As is the case with the cityscape, it’s important to point out the artificiality of these images. Although they look like spontaneous, intimate and revealing snapshots, the pictures are composed; the photographer gives her subjects props to use at their discretion, and the subjects also decide what poses to take. Each picture is shaped by its subjects, who consciously manifest adolescent self-image.1.
Where the Teenagers works highlight the contrasts and affinities of youth culture in East and West, Sharifi’s Maxiatures synthesize contemporary and traditional Iranian culture. They do so in a very literal way, by incorporating photographs of Iranian teenagers into reproductions of courtly Persian miniatures. On one hand, this project is fairly banal: take a medieval topic, say, romance in the royal apartments, and insert modern youth using the magic of Photoshop. But these visually striking pictures aren’t simply gimmicky. In Courtly Love, modern teenage girls frolic inside and around a three-story palace (two adjust the satellite dish on the roof). Games of childhood, like jumping rope and hula-hooping, exist within the same space as tentative interactions with boys. Sharifi’s montages are meditations on the intersection of childhood and adulthood, but also on Iran’s artistic heritage and its place within modern Iranian culture.
If Soody Sharifi’s photographs aim to demonstrate how familiar the lives of these girls might be to a western viewer, her son Payam Sharifi’s observations of Iranian culture emphasize the undeniable differences between Iranian and western society. His impressions of Iran, made during his first visit to the country, are recorded in a collection of brief essays that zero in on details that aren’t necessarily ideological or religious. He considers the use of fluorescent light bulbs as design elements in public spaces and the importance of the eyes and eyebrows as standards of beauty for women and men. And Sharifi notes his own position outside of a culture to which he has a deep personal connection; entering the country, for example, he is forced to think about what whether his dress might be considered indecent. With a little irony, his little series of photos of public art, primarily iconic sculptures of animals like love birds, horses, and lions, draws attention to an ongoing debate over what the language of public representation can be in a conservative Islamic society. (The political murals photographed by his mother, in the meantime, are about as mimetic as it gets.)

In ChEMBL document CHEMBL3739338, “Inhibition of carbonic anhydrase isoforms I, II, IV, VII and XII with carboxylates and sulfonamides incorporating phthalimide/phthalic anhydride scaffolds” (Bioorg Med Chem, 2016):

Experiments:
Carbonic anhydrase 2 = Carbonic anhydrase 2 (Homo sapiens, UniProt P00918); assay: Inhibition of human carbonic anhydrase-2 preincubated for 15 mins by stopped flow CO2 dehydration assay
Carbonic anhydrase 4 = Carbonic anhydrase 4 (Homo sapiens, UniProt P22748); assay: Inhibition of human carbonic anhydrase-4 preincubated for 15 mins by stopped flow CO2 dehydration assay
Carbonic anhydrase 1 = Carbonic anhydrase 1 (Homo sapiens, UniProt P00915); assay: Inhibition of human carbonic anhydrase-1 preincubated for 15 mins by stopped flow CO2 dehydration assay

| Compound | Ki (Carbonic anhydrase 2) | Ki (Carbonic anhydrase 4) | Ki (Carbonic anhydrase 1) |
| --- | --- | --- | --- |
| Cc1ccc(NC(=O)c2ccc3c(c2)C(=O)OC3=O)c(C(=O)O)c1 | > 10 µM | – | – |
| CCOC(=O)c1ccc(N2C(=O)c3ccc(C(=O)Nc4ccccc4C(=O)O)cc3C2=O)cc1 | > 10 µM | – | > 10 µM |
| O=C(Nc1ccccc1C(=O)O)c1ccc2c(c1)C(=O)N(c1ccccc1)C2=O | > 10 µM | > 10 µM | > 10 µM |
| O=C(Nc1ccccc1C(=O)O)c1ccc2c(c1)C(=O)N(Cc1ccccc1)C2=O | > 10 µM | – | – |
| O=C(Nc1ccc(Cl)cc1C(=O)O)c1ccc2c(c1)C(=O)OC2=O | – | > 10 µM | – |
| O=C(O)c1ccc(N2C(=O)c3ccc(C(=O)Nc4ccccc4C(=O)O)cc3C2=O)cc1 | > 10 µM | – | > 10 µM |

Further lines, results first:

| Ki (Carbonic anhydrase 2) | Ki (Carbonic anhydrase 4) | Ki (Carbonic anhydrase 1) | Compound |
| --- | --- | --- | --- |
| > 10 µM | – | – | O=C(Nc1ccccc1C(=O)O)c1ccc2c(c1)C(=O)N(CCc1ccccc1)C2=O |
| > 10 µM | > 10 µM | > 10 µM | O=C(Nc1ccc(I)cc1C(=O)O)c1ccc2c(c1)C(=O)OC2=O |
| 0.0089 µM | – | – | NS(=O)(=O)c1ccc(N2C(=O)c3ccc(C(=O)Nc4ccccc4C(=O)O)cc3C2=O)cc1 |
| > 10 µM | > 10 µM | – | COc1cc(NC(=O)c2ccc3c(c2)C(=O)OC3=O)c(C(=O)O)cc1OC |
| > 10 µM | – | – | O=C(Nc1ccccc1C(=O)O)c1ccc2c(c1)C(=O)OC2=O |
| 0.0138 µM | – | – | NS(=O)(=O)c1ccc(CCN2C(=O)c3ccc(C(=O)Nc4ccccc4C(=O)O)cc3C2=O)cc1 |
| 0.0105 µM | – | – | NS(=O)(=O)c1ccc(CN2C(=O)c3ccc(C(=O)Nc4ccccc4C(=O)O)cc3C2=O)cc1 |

Snapshots from Payam Sharifi’s visit to Iran are interspersed throughout the gallery with his mother’s posed photographs, and the artists were purposefully vague about whose work was whose in this installation. I found this arrangement frustrating visually, I think because it prevented the two very different projects, Payam’s documentation of Iranian culture and Soody’s manipulated interrogations of it, from functioning effectively on their own. The photographs are mounted at different heights and in scattered shapes that are meant to recall elements traditionally used in Iranian architecture, but for the uninformed viewer this imitation of motifs is hard to detect. Practically speaking, it diminishes the impact of some of the work. For example, 7:42 pm, one of Sharifi’s most arresting compositions, is placed high up in a corner so that a miniscule but crucial detail, a tiny reflection of the setting sun, gets lost.
The show thrives on contrasts. On the surface, East faces West and tradition vies with contemporaneity, but it’s the deeper frictions between private life and the urban experience, especially Soody Sharifi’s poetic depictions of intimate moments within public space, that are really compelling.
1.See Soody Sharifi, “Simply Girls – Teenagers in Iran,” artist’s statement. Exhibition at The Center for Photography at Woodstock, September 4 – October 24, 2004.
Heather Mathews is an art historian living in Austin.